There’s immense strength in Australia’s own musical and cabaret heritage, as witness, too, the still blazing career of Robyn Archer. Last year she provided one of the defining, yet uncategorisable, cabaret events of my lifetime, when she did a startling cabaret for audiences of just one person – in my case, singing ‘Our Love is Here to Stay’ to me and to me alone. This year, Archer – who has previously curated the Adelaide Festival and is soon to take up her appointment as director for the arts component of Liverpool’s designation as European City of Culture 2008 – offered a programme of political protest songs playing to rather larger audiences, but in a more confrontational style and energy than last year’s far more intimate experience.

Personal storytelling

Another rich evening of personal storytelling came from indigenous actor and musician David Page, a poignantly told memory play of his childhood (as one of a family of 12 children) and early career as a child singer that’s as intimate and direct as it gets – certainly prime factors in making good cabarets.

Of course, the important overlaps between cabaret and musical theatre – much of the material for the former comes from the latter – is openly acknowledged in a programming strand in which contemporary American writers are invited to join the festival and major events are programmed around their work. First up was Jason Robert Brown; last year, duo Maltby and Shire came over; and this year it’s the turn of Andrew Lippa, whose work is barely known in London (there was a brief run of his off-Broadway musical The Wild Party at Riverside Studios last summer, in a rather weak production). While he will also be offering a personal cabaret (and, like Callaway, host a master class), there has already been a two-night star cast celebration of his major work entitled A Wild Evening with Andrew Lippa that focused on his version of The Wild Party but also embraced other shows beyond it. Brilliantly performed by the cream of Aussie musical theatre talent – including a contribution from Eddie Perfect, once again, this time demonstrating his complete versatility by playing a nun! Other star turns were taken by Simon Burke, Chelsea Gibb, Kaye Tuckerman and Bert La Bonte.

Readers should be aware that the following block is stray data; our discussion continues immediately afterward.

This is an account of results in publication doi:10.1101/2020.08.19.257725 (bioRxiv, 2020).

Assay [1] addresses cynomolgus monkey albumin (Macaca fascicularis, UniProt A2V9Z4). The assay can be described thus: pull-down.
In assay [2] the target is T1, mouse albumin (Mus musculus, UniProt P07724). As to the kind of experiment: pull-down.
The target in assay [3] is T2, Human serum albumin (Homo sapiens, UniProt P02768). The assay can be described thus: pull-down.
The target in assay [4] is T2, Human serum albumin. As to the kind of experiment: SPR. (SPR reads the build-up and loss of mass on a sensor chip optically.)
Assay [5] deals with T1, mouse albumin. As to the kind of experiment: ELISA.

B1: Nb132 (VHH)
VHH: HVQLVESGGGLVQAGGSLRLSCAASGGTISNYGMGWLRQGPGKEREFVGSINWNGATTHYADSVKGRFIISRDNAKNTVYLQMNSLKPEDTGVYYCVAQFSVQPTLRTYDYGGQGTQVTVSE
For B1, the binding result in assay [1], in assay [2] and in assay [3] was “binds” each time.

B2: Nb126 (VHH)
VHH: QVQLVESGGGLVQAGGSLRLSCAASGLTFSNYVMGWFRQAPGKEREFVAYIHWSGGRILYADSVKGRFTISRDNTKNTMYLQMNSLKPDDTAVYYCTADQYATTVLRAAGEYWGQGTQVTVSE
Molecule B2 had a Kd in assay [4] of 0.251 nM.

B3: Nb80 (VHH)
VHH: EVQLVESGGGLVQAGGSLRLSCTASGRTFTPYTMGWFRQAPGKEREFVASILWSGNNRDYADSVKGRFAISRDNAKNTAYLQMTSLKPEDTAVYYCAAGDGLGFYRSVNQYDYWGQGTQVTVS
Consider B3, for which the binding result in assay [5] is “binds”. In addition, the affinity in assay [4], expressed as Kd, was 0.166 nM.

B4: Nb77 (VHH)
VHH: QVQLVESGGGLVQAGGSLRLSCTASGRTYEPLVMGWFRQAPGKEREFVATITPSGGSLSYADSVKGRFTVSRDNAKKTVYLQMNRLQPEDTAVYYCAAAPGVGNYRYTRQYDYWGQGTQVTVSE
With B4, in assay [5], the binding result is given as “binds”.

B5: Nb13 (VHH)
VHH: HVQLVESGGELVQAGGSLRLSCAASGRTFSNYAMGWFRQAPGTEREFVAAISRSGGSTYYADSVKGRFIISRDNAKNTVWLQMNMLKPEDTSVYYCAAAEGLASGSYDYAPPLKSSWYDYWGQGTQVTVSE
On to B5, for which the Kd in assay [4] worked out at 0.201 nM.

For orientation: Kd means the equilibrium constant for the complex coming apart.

Finally, I end this week’s report where I began the festival last week; with the sole British entry – actress and singer Jane Birkin - celebrating the work of her late husband Serge Gainsbourg. She’s not a massively accomplished singer – the voice is slight – but her investment in the material is so total, and the musicianship of her accompanists so absorbing, that I was utterly bewitched. It helps that, at 59, she is still completely gorgeous; but she’s also seriously charming, too. Though a legend in France, where she makes her home, she assumes no one will know her here and she pays tribute to their curiosity in coming out to see her. It’s that kind of curiosity that lies at the heart of cabaret, and it might, she says, just save the world.

The Adelaide Cabaret Festival runs to 25 June. For more details see The Adelaide Cabaret Festival Website.

NOTE: This feature will be updated with a report on the second week’s festivities next Monday 27 June 2005.